The stages in the game are also highly detailed, offering incredibly detailed vistas that are shown in the game's dynamic fly-through of a stage before a fight begins. In the actual fighting ring, you'll find a basic square area to duke it out in. In some cases, you'll find deformable objects such as the breakable floor tiles in new character Lei Fei's temple stage, the sand in Jeffrey's island stage, or the snow in Lion's castle stage. On top of that, you'll find that many stages use a variety of lighting effects that add to the atmosphere of the area you'll fight in. The bright sunlight that causes lens flare while fighting on the temple stage is contrasted by the diffuse lighting that filters down to the ocean-floor aquarium stage. What looks to be a new stage in the versus mode has you fighting in a ring filled with calf-high water, and it sported some well-done water effects. Finally, a bit of intentional fog has been inserted in places to add a bit more visual variety. In spite of the processor-intensive graphics, Virtua Fighter 4 manages to keep all the action going onscreen at a smooth 60 frames per second.

The stages in VF4 are very beautiful.
The stages in VF4 are very beautiful.

As nice as the graphics are, the gameplay surpasses them in terms of quality thanks to very tight control and a deep gameplay system. While we're unsure exactly which version of Virtua Fighter 4 the PS2 game is based on at the moment--since the arcade game first debuted earlier this year in Japan it's already received an update and there's rumors of a third--we expect that it's likely to be the latest one, version B, given how some of the characters are balanced. In terms of control, Virtua Fighter 4 handles like a dream once you accustom yourself to the game's timing and button configuration. The timing in the early build we played seemed to be off by a hair, which required us to adjust our play style in order to be effective. The fact that it was so easy to adjust to gives us hope that the final version of the game will feel just right. As far as the button layout goes, the default setup in which you block with the square button, punch with triangle, and kick with circle took a bit of getting used to, depending on the button presses for your player's moves. Fortunately, you'll be able to map the buttons any way you like on the PS2 controller in the options menu. Moving your character in the ring with the D-pad and circling your opponent in 3D by double-tapping and then holding up or down were easier to pick up. With a bit of practice, the game will be old hat to fighting vets.

You'll find five gameplay modes to test your skills in: arcade, versus, kumite, AI system, and training. The arcade, versus, and kumite modes are on tap to offer some hefty challenges, and the training and AI system modes are on hand to allow you to brush up on your fighting skills and customize your character. While specific details are a bit thin at the moment, it looks as though the game will also employ a variation on the magnetic card system incorporated into the Japanese arcade versions of Virtua Fighter 4. The cards are inserted into a slot in the arcade unit and let you save your character and ranking. The system allows the two players to see how skilled they both are by displaying their win-loss records. However, the biggest appeal of the magnetic card system, besides bragging rights, is that by winning fights in succession, you are able to unlock new items for use in the game. You can customize your character's appearance with a wide variety of items ranging from blue rabbits to clothing accessories. A plainly attired fighter taking on an opponent decked out like a Mardi Gras float would just be asking for trouble. While we couldn't get details out of Sega as to exactly how the card system will be implemented in the PS2 version of the game, we suspect that the game will use a PS2 memory card as a substitute for the cards used in Japanese arcades and allow players to open secrets in the game. We're fairly certain the feature will be included in some fashion, as the special items are definitely in the game--we played a few matches against Lion in the kumite mode, and he was wearing a glossy motorcycle helmet, which is one of his unlockable items.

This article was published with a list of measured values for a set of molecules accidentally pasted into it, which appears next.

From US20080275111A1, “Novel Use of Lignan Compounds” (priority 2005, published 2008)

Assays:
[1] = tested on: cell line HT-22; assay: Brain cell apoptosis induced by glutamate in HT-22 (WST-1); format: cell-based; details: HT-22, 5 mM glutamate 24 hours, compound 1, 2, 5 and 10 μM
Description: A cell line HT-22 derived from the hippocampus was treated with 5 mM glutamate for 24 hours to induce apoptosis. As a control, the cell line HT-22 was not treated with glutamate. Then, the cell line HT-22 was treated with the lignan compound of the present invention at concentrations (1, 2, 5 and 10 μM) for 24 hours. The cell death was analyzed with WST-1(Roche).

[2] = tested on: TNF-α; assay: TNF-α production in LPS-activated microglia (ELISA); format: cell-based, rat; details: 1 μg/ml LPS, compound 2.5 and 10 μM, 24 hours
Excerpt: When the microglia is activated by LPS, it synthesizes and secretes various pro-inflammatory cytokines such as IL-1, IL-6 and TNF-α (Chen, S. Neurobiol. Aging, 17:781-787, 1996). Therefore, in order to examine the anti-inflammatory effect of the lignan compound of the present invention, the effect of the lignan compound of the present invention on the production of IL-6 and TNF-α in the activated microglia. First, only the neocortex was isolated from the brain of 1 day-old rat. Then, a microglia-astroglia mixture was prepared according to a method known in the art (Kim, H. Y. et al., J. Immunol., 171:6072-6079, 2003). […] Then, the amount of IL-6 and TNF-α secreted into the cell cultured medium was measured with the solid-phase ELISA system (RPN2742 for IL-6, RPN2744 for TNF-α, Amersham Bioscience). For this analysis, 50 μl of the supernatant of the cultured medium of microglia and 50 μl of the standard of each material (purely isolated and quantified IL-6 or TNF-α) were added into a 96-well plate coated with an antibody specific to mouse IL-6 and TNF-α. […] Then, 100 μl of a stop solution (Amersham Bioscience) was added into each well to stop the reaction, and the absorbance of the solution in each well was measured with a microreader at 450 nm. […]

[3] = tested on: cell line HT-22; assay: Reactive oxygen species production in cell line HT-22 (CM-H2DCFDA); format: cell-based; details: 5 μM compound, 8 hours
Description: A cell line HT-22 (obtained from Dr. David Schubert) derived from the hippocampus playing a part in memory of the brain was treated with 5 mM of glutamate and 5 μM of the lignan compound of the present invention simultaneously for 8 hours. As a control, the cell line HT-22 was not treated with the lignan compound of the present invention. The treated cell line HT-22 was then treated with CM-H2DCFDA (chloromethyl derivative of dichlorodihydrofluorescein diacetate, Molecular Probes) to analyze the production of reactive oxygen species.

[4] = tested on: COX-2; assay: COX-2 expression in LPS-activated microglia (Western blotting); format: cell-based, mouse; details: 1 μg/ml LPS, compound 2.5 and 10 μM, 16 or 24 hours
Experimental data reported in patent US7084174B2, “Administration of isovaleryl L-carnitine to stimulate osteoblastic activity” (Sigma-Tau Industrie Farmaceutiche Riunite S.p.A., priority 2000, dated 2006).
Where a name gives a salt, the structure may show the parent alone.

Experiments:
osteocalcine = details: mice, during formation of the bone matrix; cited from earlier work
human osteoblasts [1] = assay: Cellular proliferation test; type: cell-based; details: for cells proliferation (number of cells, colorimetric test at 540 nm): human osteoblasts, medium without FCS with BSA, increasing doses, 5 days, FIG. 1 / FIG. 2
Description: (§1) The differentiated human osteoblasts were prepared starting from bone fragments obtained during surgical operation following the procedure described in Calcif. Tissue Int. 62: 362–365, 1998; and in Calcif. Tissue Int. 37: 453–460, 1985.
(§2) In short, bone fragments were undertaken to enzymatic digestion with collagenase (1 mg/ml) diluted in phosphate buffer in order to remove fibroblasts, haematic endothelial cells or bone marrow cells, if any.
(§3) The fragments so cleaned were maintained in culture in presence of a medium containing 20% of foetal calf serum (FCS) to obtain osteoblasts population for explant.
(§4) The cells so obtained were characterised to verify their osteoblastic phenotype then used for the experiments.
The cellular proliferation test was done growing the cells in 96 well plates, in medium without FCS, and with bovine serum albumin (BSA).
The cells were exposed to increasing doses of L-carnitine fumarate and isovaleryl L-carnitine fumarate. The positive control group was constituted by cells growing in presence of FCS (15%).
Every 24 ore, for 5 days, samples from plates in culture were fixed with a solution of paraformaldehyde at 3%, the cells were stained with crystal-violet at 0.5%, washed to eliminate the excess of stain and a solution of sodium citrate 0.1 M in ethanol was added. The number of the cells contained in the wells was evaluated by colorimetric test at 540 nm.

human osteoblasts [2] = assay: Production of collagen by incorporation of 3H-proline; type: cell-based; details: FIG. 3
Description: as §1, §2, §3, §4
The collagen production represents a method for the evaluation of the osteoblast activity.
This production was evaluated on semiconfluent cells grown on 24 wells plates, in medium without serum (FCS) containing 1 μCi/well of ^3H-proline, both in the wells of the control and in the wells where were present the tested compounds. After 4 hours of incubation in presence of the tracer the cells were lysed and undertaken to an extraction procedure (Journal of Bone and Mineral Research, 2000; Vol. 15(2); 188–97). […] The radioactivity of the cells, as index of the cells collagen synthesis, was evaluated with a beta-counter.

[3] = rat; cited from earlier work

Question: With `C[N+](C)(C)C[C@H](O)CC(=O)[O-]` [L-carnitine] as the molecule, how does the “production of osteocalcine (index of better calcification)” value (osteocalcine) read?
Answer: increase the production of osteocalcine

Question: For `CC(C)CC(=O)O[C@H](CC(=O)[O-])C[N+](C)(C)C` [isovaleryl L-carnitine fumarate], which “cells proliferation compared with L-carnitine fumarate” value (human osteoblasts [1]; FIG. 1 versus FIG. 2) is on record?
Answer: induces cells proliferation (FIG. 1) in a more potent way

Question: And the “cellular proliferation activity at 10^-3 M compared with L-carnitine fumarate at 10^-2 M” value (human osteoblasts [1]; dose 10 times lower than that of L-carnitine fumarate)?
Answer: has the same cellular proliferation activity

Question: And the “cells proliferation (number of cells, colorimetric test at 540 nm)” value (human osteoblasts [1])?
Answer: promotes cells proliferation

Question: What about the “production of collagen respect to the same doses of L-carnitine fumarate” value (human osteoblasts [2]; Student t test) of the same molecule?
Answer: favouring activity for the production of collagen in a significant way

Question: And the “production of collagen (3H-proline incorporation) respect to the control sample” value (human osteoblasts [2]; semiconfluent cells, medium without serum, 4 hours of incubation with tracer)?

Akira puts the beat down on Jacky.
Akira puts the beat down on Jacky.

So far, Virtua Fighter 4 for the PS2 is coming along incredibly well. Even though the early build we played had a few quirks, the game already looks and plays extremely well. With the game expected to release in the latter end of this quarter in the US, AM2 should have ample time to polish and tune the game. Barring some massive calamity, the game looks to be the finest home conversion of a Virtua Fighter game yet. Look for a more in-depth preview of the game in the coming weeks.